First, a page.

I was astonished recently to discover that my 15-year-old daughter is struggling more than I had thought with living in our new home. I got re-married last summer and my daughter Kolbi had seemed to be adjusting very well. She’s always smiling and cutting up with my new hubby, Charlie, and me. However, yesterday, the truth was revealed about how she really feels.

“I don’t feel like I have any ownership in this house, Mom. It’s not my home. I just want to go home.” As we sat in the car with tears streaming down her face, Kolbi vented about our home and this new family situation. The fact that she was focusing on ownership in our home really struck me as odd since we had built three bedrooms onto Charlie’s house, just so that our girls would have their own spaces and feel that this was their home. I was stumped. All I could hear were Kolbi’s complaints and didn’t know how to help solve the situation. I was caught up in what she was saying rather than listening between the lines. Finally, the truth hit me. Kolbi wasn’t missing her old house. She simply wasn’t feeling “at home” in her life.

Feeling “at home” has nothing to do with the house you live in. To truly feel “at home” you have to be authentic. What I soon realized as I listened to Kolbi’s list of complaints, all of them aimed at her new step-sister, was that she’s been holding her voice in. As the anger spewed from her, I knew her anger wasn’t really towards her step-sister. It was a direct result of her disconnecting from herself. Kolbi’s been holding her voice in and not saying what she needs. She’s been walking on egg shells with her step-sister and feeling as if she has no right to express herself. She doesn’t’ feel ownership with this new home because she is not “at home” with herself.

As often happens when any of us feel that we are “walking on egg shells” or uneasy with our outer situations, Kolbi’s anger is an indication that she isn’t being true to herself. Instead of giving herself ownership in this new home by speaking her mind with her step-sister, she has been holding it in and shutting herself down. She actually said to me, “Well, I only have two more years with her. I’ll just suck it up until then.” As Kolbi’s mom and as a spiritual coach, I know that’s the worst thing she can do. The longer she holds her voice in and walks on egg shells, the greater the eruption will be when it all comes exploding out.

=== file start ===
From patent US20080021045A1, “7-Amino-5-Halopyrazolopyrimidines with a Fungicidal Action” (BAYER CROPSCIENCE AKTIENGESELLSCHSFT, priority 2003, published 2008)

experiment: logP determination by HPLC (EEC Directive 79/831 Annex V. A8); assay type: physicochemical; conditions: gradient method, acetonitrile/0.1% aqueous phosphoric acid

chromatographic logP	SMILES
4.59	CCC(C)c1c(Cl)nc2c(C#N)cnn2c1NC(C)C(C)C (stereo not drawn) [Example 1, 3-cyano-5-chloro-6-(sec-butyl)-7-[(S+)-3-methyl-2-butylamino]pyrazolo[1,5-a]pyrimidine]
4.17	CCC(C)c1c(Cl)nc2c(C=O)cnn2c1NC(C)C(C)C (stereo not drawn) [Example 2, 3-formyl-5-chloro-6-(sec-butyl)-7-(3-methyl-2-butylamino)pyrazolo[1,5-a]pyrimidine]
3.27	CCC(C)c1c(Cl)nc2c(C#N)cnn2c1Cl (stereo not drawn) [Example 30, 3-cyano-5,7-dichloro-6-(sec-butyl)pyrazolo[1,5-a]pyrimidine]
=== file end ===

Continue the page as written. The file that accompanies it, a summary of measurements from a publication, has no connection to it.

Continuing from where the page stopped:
To have ownership in your life you must give yourself permission to have it. This can mean many different things; you have to decide what that is for you. In my daughters case it has to do with having a voice. Kolbi has been denying herself the right to say what she feels. As parents, Charlie and I have both encouraged all three of our girls to openly share their emotions. It is Kolbi who is saying “NO” to herself. It is she who needs to give herself a voice and ownership in her life. When she finally does, this will naturally help her to open up to feeling more “at home” in our house, and within herself.

Author's Bio: 

Terri Amos-Britt is the author of "Message Sent" and her recently completed book, "The Enlightened Mom," as well as co-author of the bestseller, "Wake Up Women." As a spiritual coach and motivational speaker, Terri shares her experiences as a wife, mom, step-mom, former Miss USA and television host, inspiring others to release the emotional chaos in their lives, creating lives of passion, purpose and love. Terri is the co-founder of the Enlightened Family Institute with her husband, Charlie Britt. Their mission is to bring hope and healing to individuals and families all over the world. For more information, please go to EnlightenedFamilyInstitute.com.